If you’re a salesman or Uber driver and drove 15,000 miles, then your total mileage deduction for the year would be $8,100.

With the actual expense method you would total all of your costs of operating the vehicle and then multiply them by the percentage of business use. These expenses include lease payments, auto loan interest, insurance, maintenance and repairs, depreciation, and registration.

If this totaled $7,500 and you used your vehicle for business purposes 50 percent of the time then your deduction would be $3,750.

Meticulously maintain mileage records.

To avoid any audits, penalties, or fines from the IRS it’s your responsibility to keep accurate and detailed records that support your vehicle expense claims. You can do this by manually entering this information into a logbook or spreadsheet. And, don’t forget to keep those receipts.

But, you can also automate the process through apps like MileIQ, TripLog, and TrackMyDrive. They’re available for both Android and iOS devices and can easily and accurately record each mile you drive by using GPS tracking.

Itemize your deductions.

“If you’re not itemizing, it doesn’t matter if you drove 8,000 miles. Sorry,” says Nicole Odeh, founder and president of The Small Business Accounting Solutions.

You can classify your deductions in the following categories medical, charitable, business, moving, and personal.

The reason that you want to itemize your deductions is it not only keeps your records organized, it maximizes your tax savings since it allows you to claim a larger deduction. Thankfully, when you use the app listed above you can classify the trip as business, personal, medical, charity or ar custom category of your preference.

Work from home or self-employed? No problem.

As mentioned earlier, if you work from home, then there’s a loophole in the commuting rule. That’s because since you’re already “at work” any work-related trips that you have to make will count as a mileage deduction.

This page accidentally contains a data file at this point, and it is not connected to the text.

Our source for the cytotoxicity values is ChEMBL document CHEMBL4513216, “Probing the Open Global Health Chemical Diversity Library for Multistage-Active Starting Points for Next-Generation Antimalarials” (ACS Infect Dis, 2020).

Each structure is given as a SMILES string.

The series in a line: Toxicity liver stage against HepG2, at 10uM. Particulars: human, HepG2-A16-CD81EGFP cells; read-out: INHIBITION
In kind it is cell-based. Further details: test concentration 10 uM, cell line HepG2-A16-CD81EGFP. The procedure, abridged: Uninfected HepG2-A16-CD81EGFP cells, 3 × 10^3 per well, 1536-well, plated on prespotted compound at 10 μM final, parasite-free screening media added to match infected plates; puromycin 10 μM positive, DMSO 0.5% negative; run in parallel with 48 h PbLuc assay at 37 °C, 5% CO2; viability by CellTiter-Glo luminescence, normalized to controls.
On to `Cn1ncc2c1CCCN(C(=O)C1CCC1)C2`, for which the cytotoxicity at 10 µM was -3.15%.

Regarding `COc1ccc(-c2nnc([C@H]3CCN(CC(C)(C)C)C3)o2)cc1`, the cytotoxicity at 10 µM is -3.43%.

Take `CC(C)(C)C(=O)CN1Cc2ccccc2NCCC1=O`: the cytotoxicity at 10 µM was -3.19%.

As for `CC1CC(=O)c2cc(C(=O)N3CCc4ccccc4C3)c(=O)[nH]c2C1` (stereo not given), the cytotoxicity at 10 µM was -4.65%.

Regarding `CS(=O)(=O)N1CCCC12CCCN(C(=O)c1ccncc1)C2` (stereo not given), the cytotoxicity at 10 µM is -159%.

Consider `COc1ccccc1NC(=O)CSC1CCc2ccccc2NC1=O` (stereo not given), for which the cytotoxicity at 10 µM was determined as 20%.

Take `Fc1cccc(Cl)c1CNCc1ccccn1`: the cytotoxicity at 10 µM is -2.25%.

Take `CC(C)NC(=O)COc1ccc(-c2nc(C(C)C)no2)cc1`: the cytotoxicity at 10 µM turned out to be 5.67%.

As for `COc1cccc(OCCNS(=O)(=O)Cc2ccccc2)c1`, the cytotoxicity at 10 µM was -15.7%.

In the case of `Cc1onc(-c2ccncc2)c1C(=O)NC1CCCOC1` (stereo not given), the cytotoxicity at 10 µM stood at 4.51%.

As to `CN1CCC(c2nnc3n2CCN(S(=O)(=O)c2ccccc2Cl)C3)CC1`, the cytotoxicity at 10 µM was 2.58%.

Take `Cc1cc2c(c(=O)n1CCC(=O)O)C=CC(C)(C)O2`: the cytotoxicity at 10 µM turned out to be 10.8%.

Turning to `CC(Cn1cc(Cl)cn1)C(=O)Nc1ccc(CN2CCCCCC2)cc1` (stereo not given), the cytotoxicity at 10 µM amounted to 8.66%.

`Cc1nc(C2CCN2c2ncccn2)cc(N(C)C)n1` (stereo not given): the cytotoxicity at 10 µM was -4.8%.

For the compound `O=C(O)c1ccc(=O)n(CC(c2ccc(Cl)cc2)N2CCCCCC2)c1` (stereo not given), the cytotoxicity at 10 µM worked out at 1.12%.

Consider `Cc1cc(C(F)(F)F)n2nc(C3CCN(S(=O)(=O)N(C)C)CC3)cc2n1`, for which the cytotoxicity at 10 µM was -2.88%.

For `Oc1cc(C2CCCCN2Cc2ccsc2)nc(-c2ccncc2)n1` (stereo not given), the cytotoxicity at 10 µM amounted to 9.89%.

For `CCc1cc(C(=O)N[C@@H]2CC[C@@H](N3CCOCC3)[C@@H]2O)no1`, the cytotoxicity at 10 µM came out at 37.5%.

In fact, the self-employed enjoy the highest deduction rate and fewest restrictions when it comes to business mileage deductions.

Final words of advice.

Unless your vehicle is 100% for business-use only, don’t try to be cute and claim 100% of your trips as business miles. You’re still using that vehicle for personal use, like grocery shopping or visiting your friends in another state. You’re just asking for an audit if you go this route.

Also, don’t round your business mileage. No one has a clean, round number when it comes to miles. Again, this is another red flag that the IRS is looking for.

Finally, don’t use the same miles from previous years. It’s just not possible that you have been driving 15,367 miles for three consecutive years.

Deanna Ritchie

Deanna Ritchie

Deanna Ritchie is a financial editor at Due. She has a degree in English Literature. She has written 1000+ articles on getting out of debt and mastering your finances. She has edited over 40,000 articles in her life. She has a passion for helping writers inspire others through their words. Deanna has also been an editor at Entrepreneur Magazine and ReadWrite.